Unfriendly ghosts

A solid ghost story on a smaller-than-normal budget

Cinemark 14, Feather River Cinemas and Paradise Cinema 7. Rated PG-13.
Rated 3.0

As directed by James Wan and written by Leigh Whannell (the duo with the dubious distinction of creating the Saw franchise and setting off the torture-porn movement) and produced by the wunderkind of the micro-budgeted Paranormal Activity, this marriage of twisted minds is by no means a fresh new take on the creaky old haunted-house genre. But coming in on a less-than-million-dollar budget, the movie is a refreshingly entertaining example of how lo-tech can actually cultivate creativity—and look just as good as its better-funded brethren.

The story is pretty basic: A family moves into an old dark house and almost immediately begins witnessing things that go bump in the night. Mamma (Rose Byrne) wants to get out … as in, now. But she’s no ghostbuster. Unfortunately, somewhere between unpacking and repacking, Sonny (some kid actor) takes a tumble and falls into a three-month coma that opens his vacant shell to some paranormal activity. Which means it’s time for Team Poltergeist (Lin Shaye and a pair of bickering sidekicks) to roll in and start pointing out the scary.

Granted, The Scary is subjective. Here, there are a few good chills and a couple of jumps, but I just couldn’t roll with what Team Insidious thinks is scary … but that’s pretty much me. Even though I’m a voracious horror fan, I’ve never seen a ghost story that sold me. Not my bag; sort of like how some folks just can’t take a zombie flick seriously.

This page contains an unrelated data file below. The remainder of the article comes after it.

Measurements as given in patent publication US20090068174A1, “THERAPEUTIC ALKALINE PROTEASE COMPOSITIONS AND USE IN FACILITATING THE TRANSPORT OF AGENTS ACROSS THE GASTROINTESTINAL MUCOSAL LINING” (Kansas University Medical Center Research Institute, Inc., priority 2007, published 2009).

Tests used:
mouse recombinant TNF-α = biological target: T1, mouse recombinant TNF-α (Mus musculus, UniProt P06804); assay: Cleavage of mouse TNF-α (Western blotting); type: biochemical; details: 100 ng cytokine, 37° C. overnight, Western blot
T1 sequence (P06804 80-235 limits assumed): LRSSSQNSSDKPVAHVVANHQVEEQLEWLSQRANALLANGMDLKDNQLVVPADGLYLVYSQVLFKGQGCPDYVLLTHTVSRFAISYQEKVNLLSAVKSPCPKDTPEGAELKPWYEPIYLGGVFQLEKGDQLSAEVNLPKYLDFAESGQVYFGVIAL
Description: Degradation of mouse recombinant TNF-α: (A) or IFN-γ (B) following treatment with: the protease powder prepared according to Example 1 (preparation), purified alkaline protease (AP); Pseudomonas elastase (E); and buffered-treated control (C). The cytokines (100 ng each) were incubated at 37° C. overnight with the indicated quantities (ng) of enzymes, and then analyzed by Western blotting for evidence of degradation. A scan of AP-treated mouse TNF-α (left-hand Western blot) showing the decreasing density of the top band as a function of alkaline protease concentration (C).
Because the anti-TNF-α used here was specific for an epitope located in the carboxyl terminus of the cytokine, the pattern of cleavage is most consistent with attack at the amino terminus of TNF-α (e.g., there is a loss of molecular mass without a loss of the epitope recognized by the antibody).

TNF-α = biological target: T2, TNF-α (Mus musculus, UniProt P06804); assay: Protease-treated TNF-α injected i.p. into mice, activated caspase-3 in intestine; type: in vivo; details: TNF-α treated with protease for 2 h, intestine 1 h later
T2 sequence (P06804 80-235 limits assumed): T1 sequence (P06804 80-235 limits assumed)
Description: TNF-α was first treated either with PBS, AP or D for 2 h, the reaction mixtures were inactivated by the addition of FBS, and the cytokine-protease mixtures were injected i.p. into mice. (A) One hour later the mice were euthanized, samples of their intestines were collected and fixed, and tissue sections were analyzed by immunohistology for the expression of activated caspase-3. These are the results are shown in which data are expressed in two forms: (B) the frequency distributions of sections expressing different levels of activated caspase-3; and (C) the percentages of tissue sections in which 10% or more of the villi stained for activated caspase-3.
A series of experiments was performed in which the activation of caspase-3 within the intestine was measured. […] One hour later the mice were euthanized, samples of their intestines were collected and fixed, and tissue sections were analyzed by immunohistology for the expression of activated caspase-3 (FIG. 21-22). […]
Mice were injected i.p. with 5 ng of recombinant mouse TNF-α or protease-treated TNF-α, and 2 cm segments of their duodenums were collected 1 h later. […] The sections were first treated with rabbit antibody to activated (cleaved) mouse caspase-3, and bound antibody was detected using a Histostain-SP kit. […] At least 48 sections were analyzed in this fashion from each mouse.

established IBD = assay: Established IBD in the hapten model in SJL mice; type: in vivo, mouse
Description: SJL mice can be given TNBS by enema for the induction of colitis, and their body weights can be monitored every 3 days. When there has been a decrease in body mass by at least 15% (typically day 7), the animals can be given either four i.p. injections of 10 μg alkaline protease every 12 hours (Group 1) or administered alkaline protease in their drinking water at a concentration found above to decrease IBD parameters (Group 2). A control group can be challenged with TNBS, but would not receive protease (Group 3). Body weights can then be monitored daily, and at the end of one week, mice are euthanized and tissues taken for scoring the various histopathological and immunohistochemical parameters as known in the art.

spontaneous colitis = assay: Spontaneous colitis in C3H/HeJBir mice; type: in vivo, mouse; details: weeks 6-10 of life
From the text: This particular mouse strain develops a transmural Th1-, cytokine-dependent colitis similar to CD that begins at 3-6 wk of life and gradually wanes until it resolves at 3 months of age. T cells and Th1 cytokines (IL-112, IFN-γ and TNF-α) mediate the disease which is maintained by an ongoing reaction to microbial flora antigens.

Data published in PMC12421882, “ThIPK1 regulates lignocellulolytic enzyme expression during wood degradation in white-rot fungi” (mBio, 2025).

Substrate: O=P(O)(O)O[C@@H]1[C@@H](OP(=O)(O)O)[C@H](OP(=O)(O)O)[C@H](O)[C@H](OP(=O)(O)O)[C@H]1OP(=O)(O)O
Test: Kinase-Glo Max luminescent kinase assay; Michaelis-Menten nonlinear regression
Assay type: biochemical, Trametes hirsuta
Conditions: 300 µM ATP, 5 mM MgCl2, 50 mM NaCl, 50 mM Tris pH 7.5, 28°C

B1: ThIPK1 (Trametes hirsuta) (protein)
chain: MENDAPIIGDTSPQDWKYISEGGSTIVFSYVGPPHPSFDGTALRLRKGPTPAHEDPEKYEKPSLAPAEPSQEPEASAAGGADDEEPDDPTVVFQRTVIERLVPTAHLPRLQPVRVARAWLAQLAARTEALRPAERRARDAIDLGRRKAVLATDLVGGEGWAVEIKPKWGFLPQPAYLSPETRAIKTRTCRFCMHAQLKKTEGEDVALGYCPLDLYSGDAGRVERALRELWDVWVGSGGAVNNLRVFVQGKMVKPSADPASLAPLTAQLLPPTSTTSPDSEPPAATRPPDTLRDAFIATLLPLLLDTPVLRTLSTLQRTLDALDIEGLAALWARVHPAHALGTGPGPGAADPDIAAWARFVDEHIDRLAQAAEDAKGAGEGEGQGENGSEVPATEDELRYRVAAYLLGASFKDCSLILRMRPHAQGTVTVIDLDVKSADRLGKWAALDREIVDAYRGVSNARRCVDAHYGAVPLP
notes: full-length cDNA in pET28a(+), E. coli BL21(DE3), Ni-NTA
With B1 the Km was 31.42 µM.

So my lizard brain wasn’t all that impressed by what is essentially Poltergeist strained through Paranormal Activity. There’s an abrupt tonal change the minute Team Poltergeist rolls in that left me unsure how much was supposed to be taken seriously. What the filmmakers think is creepy (laughing marionettes, Darth Maul, fixed Enzyte grins and all) was just eye-roll bait to me. I know they were playing around with the tropes and whatnot, but the tropes are so creaky that you can’t help but laugh when they’re trotted out.

But then, that’s me being a picky-assed film critic. The filmmakers obviously were having fun, and it’s insidiously contagious. If nothing else, Insidious is much more entertaining than the mega-million-dollar Shinola that typically gets flushed through the multiplex. Solid date-movie material.